Due to these fumaroles, the Suswa Maasai community considers their homeland a sacred place. "The water vapour is a resource that we can exploit all year long; during arid periods too", says Reuben.
"With the clean water that we collect in this way, we are able to quench the whole community's thirst. Indeed, we are very lucky; other Maasai communities live in much worse situations."
Nevertheless, he adds, this water source is too small to support livestock or cultivate crops. "For this reason we still rely on rainfalls that are becoming increasingly scarce year after year."
What climate change means in Africa
According to the Food and Agriculture Organization of the United Nations (FAO), more than one billion people live in areas of physical scarcity of water. In addition, another 1.5 billion people suffer of economic water scarcity: the lack of infrastructures to take water from rivers and aquifers.
The blue gold, as the water is often called, is a serious issue especially in arid and semi-arid third world countries such as Kenya.
"Global warming and extended droughts have been worsening our living condition during the last years. Deserts are taking lands and we are facing arduous consequences", says Daniel.
The Great Rift Valley is an example of the global warming's effects. Professor Shem Wandiga, 75, director of the Institute for Climate Change and Adaptation of the University of Nairobi, says that in the Great Rift Valley temperatures are dramatically increasing and that rainfalls' behaviour is following irregular and unexpected trends:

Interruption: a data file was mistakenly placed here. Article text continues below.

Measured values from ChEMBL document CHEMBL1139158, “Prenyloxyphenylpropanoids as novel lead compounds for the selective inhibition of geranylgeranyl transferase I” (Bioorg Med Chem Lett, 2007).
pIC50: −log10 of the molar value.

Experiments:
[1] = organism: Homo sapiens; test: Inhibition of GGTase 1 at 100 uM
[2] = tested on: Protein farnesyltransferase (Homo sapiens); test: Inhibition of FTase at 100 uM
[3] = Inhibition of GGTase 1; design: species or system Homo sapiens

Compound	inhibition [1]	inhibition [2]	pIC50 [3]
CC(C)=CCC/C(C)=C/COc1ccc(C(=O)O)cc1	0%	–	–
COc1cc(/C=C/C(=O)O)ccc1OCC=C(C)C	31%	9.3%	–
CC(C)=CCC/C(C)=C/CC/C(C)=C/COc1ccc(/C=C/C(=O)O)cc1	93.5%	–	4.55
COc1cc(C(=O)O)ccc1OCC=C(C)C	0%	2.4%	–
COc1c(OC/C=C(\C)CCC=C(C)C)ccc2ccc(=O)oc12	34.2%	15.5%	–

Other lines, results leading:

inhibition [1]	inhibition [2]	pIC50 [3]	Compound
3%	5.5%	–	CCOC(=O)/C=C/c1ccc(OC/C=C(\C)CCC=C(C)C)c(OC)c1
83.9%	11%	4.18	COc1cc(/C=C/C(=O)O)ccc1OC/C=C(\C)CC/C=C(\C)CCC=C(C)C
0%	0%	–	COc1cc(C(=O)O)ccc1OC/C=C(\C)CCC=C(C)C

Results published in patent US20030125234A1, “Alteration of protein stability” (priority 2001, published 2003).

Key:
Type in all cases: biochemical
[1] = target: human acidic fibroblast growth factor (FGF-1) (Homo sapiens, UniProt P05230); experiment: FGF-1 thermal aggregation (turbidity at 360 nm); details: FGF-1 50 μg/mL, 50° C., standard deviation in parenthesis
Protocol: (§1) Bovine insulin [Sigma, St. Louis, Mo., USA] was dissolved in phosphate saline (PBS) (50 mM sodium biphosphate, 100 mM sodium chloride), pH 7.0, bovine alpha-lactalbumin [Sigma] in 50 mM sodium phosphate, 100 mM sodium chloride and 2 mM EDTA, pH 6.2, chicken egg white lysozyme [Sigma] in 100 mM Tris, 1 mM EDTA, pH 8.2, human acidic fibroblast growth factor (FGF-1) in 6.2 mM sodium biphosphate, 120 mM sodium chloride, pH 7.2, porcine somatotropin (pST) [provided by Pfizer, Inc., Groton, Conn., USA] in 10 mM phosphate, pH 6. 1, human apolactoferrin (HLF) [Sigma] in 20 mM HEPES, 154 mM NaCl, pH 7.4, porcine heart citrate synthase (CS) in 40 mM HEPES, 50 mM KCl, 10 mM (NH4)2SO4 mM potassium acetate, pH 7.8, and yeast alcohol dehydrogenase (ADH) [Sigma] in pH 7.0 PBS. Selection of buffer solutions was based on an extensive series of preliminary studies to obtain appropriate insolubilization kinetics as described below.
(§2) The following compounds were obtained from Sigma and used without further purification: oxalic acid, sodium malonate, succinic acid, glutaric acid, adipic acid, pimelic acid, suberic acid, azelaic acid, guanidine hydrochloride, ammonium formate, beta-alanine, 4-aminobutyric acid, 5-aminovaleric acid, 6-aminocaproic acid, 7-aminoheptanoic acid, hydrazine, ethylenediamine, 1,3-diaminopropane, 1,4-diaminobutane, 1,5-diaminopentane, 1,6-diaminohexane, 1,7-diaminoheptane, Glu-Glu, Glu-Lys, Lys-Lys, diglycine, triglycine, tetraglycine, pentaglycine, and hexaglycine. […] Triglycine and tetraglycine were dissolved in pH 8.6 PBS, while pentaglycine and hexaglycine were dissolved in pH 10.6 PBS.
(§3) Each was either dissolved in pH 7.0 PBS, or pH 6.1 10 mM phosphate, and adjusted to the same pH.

"Periods of severe drought are more and more frequent. In some areas, rivers and lakes are disappearing. These arid periods are broken by sudden, short and very heavy rainfalls that often cause floods."
According to Wandiga, rainfalls vary region by region within a few kilometres: "Some areas are witnessing a drastic decrease in rainfall, whereas other regions, such as Nakuro, are registering a significant increase."
According to the annual report of the Institute For Climate Change And Adaptation, the average global surface temperature is set to grow from 1.5°C to 5.8°C by 2100.
The report continues saying that "the implication for Africa is immense as the African continent is one of the most vulnerable regions to climate change due to low adaptive capacity and the livelihoods of many Africans being largely dependent on utilization of land-based resources."
The role of education
The consequences will be catastrophic if we fail to find a solution to this problem, says Wandiga: "natives must be instructed on the adaptation technics and technologies to harvest and save water."
With the increase of water scarcity, and subsequently of food, not only famines, diseases and mortality will intensify, but also conflicts and fights will massively increase among tribes that share the same land.
Ole Ntokoti, 74, a respected and revered Maasai spiritual figure who is considered a prophet, is also pointing in this direction (see photo). In 2005, he played a major role in bringing peace between the Maasai and the Kikuyu, the largest ethnic group in Kenya. The tribes clashes broke out in Mai Mahiu, town 40 kilometres East of Suswa, over scarce water supplies.
"God showed me the future of our community in Suswa. Only education can save Maasai. New generations must learn how to take care of cattle and how to cultivate using innovative techniques and small amounts of water", said Ntokoti.
Thanks to him, most Maasai children in the Suswa community are sent to school. Before his teachings, educated Maasai were only a very small percentage.
However, according to professor Wandiga, Africa's indigenous tribes can do very little to protext their ancient, diverse ways of life unless African governments "start to seriously adopt eco-friendly policies such as reducing the emission of greenhouse gases and deforestation, and promoting renewable and clean energy."
Simone Sarchi is an Italian freelance journalist. He graduated in International Journalism at the City University London in 2014.